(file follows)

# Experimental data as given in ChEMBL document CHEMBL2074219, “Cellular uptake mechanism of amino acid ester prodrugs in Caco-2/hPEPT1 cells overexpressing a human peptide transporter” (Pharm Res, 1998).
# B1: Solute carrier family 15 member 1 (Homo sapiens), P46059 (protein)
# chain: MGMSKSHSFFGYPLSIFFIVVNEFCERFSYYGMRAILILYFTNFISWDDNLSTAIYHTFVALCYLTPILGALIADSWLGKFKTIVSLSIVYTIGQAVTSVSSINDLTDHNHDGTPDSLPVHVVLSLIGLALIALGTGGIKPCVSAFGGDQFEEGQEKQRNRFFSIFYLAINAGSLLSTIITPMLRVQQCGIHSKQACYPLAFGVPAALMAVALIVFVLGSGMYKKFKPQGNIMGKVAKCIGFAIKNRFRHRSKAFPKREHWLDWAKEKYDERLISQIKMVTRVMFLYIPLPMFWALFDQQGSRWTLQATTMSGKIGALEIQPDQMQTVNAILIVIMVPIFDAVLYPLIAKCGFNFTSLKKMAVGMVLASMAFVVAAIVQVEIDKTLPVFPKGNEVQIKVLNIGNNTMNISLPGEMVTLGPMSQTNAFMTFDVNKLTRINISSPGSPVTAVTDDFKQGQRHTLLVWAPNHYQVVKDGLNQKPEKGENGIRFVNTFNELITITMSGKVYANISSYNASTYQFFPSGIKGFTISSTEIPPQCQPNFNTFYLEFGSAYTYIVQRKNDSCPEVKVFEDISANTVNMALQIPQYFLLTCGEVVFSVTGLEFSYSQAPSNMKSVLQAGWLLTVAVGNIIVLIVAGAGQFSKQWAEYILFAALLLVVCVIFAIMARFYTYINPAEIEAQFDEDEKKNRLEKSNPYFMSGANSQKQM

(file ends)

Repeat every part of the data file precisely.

# Experimental data as given in ChEMBL document CHEMBL2074219, “Cellular uptake mechanism of amino acid ester prodrugs in Caco-2/hPEPT1 cells overexpressing a human peptide transporter” (Pharm Res, 1998).
# B1: Solute carrier family 15 member 1 (Homo sapiens), P46059 (protein)
# chain: MGMSKSHSFFGYPLSIFFIVVNEFCERFSYYGMRAILILYFTNFISWDDNLSTAIYHTFVALCYLTPILGALIADSWLGKFKTIVSLSIVYTIGQAVTSVSSINDLTDHNHDGTPDSLPVHVVLSLIGLALIALGTGGIKPCVSAFGGDQFEEGQEKQRNRFFSIFYLAINAGSLLSTIITPMLRVQQCGIHSKQACYPLAFGVPAALMAVALIVFVLGSGMYKKFKPQGNIMGKVAKCIGFAIKNRFRHRSKAFPKREHWLDWAKEKYDERLISQIKMVTRVMFLYIPLPMFWALFDQQGSRWTLQATTMSGKIGALEIQPDQMQTVNAILIVIMVPIFDAVLYPLIAKCGFNFTSLKKMAVGMVLASMAFVVAAIVQVEIDKTLPVFPKGNEVQIKVLNIGNNTMNISLPGEMVTLGPMSQTNAFMTFDVNKLTRINISSPGSPVTAVTDDFKQGQRHTLLVWAPNHYQVVKDGLNQKPEKGENGIRFVNTFNELITITMSGKVYANISSYNASTYQFFPSGIKGFTISSTEIPPQCQPNFNTFYLEFGSAYTYIVQRKNDSCPEVKVFEDISANTVNMALQIPQYFLLTCGEVVFSVTGLEFSYSQAPSNMKSVLQAGWLLTVAVGNIIVLIVAGAGQFSKQWAEYILFAALLLVVCVIFAIMARFYTYINPAEIEAQFDEDEKKNRLEKSNPYFMSGANSQKQM